You may have noticed that pretty little flowers are making it big on restaurant plates - whether you're eating chive flowers at Attica or Nicolas Poelaert's scattering white lilac and sheep sorrel blossom across your food at Brooks.

But the lovely truth is that you can add these to your dishes at home - it takes practically no effort (apart from the shopping) and the touch is truly spectacular, offering both visual and taste appeal.

Now, the best way to use edible flowers is to grow and pick them yourselves but very few do so. Also, most flowers are not for eating and some are DEADLY. Like deadly deadly. Do not, repeat, DO NOT EAT POISONOUS FLOWERS. Put yourself in the hands of an expert and pop down to the Market.

Damian Pike has a lovely range of cornflowers and borage flowers at the moment. The cornflowers are simply stunning. Stunning. Damian recommends using them with a crème brûlée or other custard based dessert. Other flowers, such as carnations, have an almost peppery taste and are more suitable to offset a savoury course.



Another flower you'd be used to seeing is the zucchini flower. Arriving into the Market in abundance now, these little pieces of Spring are a delight to stuff with goat curd or ricotta, herbed with a little bit of chive or mixed with chicken mince. They are delicate, both in structure and flavour, so you don't want to overwhelm them.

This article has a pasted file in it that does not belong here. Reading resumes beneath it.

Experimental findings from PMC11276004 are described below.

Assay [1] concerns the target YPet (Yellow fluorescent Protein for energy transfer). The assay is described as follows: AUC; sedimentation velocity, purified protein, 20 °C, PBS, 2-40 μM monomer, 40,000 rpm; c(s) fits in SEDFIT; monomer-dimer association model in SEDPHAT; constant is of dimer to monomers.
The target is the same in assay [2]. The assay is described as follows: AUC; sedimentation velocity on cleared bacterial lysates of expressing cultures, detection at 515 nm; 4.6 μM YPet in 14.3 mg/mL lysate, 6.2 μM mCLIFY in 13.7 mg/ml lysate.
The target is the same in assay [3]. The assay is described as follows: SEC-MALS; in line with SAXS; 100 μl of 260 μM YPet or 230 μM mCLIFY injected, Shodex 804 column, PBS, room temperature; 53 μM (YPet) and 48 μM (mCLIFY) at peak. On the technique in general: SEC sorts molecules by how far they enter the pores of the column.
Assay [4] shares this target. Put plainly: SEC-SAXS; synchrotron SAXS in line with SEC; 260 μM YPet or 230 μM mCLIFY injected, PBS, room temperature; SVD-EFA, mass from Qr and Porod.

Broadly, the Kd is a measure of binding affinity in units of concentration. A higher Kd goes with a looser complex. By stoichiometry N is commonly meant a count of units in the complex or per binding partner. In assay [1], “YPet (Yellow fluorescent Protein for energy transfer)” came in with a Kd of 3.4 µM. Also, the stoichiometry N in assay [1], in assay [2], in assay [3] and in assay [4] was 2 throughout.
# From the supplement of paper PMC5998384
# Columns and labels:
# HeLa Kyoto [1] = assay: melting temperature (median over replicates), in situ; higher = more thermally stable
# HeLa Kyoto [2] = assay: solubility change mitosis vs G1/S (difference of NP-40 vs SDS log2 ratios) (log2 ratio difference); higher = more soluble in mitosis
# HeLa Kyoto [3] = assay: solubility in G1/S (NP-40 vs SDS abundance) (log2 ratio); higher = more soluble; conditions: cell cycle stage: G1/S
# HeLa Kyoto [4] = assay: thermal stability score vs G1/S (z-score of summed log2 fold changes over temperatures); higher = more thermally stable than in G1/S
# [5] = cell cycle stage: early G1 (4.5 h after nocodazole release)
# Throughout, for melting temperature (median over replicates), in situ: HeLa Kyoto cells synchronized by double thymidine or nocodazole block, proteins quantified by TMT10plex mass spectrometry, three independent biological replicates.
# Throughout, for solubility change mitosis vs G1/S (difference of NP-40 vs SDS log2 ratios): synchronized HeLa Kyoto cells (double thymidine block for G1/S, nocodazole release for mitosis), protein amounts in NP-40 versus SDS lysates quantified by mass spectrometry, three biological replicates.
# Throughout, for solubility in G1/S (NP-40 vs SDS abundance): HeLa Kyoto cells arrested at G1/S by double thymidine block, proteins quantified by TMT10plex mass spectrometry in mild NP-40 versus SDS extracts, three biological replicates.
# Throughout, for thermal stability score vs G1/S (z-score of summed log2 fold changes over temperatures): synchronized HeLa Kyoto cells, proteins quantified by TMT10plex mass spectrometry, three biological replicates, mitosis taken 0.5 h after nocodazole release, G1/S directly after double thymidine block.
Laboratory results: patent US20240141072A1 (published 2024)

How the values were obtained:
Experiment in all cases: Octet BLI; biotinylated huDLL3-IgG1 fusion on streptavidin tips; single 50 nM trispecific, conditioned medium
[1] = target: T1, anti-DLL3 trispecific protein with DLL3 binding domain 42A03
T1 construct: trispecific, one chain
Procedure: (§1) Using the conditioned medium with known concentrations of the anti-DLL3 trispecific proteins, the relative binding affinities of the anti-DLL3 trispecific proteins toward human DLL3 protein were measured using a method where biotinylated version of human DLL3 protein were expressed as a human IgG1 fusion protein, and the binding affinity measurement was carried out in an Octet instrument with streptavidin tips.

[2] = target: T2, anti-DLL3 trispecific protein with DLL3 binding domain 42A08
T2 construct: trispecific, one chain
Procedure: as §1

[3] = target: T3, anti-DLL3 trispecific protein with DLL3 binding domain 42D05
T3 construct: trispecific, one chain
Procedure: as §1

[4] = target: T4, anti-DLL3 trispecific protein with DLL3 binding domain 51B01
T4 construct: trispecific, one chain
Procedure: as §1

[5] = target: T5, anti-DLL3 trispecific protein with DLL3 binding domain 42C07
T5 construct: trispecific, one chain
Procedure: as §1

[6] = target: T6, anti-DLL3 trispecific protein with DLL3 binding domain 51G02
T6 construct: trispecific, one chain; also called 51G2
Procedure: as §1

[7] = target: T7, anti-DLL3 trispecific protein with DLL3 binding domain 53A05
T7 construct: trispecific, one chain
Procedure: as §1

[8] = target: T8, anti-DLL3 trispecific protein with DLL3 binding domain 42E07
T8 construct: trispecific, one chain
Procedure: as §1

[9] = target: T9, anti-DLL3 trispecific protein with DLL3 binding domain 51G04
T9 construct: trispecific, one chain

The male flowers are significantly cheaper (they come without the baby zucchini) but if you remove the stem they can still be stuffed or wilted and mixed through risotto or pasta. Pick some of these lovelies up at F & J Fruiterers or Reliable Fruit and Vegies.  And save a couple to garnish the top of the dish. 



Some would argue that flowers on food is simply trendy. And we would say that it's simply beautiful. And delicious. So there.


Friday, 9 November 2012

Local Garlic - We Love It, We Love It!




Here in the Market, you could assume that we love most food. And we do, pretty much, all of the good stuff. But there is a very special place in our hearts for garlic, and particularly local Australian garlic. 

If there is one product we would go down on our knees and implore you to buy locally, it's garlic. No question. For some of the year, the only way to have it is preserved or imported from China, Spain or Mexico. But many of these have been bleached and have been irridated with methyl bromide before arriving in Australia.

Australian garlic is the Real Deal. And when the lovely local bulbs arrive, do your hearts not sing? At the sight of the purple heads, enclosing white cloves bursting out of their papery skins? This, fresh-from-the-harvest garlic is milder than dried and perfect for embracing the delights of spring - asparagus, new butter, spring lamb and vine ripened tomatoes.


 


On Saturday 17 November 2012 we are celebrating our love of Australian garlic. Come and follow the Garlic Trail, taste a range of Australian garlic varities raw and rubbed on toast and vote for your favourite. Delicatessens are offering tastings of garlic products - Naheda's famous garlic and 3 olive dip, aioli, Boursin, you name it.  Our butchers will be barbecuing some delicious garlicky Chorizo sausage and Souvlaki lamb.

And have you ever wondered what garlic icecream tastes like? Garlic chocolate? You have, haven't you? We'll be dishing out free garlic icecream at Fritz Gelato and free garlic chocolate at Cioccolato Lombardo until supplies are exhausted.

Come. Show how much you love garlic. And Australia. And US.